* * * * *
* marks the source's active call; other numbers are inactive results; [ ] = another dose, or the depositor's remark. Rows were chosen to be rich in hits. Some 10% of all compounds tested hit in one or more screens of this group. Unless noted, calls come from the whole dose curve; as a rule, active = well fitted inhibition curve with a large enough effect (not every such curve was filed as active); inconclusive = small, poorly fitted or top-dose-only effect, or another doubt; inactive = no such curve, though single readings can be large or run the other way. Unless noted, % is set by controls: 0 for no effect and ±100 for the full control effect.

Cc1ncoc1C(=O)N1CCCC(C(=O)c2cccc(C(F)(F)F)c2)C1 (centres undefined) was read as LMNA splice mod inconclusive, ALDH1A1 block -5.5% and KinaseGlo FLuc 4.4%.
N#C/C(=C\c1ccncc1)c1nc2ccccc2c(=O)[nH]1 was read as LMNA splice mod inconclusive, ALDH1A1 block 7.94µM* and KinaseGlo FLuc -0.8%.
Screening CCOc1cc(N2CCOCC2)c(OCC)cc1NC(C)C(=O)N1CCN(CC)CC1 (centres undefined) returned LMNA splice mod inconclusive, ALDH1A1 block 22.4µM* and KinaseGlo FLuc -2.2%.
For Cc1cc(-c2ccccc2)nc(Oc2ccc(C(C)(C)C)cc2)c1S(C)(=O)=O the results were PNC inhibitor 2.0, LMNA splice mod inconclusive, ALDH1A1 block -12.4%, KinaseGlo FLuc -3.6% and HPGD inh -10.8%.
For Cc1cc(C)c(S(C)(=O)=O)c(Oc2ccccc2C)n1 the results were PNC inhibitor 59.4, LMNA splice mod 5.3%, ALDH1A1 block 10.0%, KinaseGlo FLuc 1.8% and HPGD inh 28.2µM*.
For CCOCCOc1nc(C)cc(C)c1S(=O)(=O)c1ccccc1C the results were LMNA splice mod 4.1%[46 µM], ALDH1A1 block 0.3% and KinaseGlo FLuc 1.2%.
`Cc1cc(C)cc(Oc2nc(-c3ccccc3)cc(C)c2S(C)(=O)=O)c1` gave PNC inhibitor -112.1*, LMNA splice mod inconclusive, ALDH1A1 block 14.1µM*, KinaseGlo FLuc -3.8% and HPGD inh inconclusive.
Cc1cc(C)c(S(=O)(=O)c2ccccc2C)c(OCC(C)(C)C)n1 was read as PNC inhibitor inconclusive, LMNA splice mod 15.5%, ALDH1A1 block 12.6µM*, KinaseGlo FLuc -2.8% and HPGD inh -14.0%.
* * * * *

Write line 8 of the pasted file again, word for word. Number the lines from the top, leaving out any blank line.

`Cc1cc(C)cc(Oc2nc(-c3ccccc3)cc(C)c2S(C)(=O)=O)c1` gave PNC inhibitor -112.1*, LMNA splice mod inconclusive, ALDH1A1 block 14.1µM*, KinaseGlo FLuc -3.8% and HPGD inh inconclusive.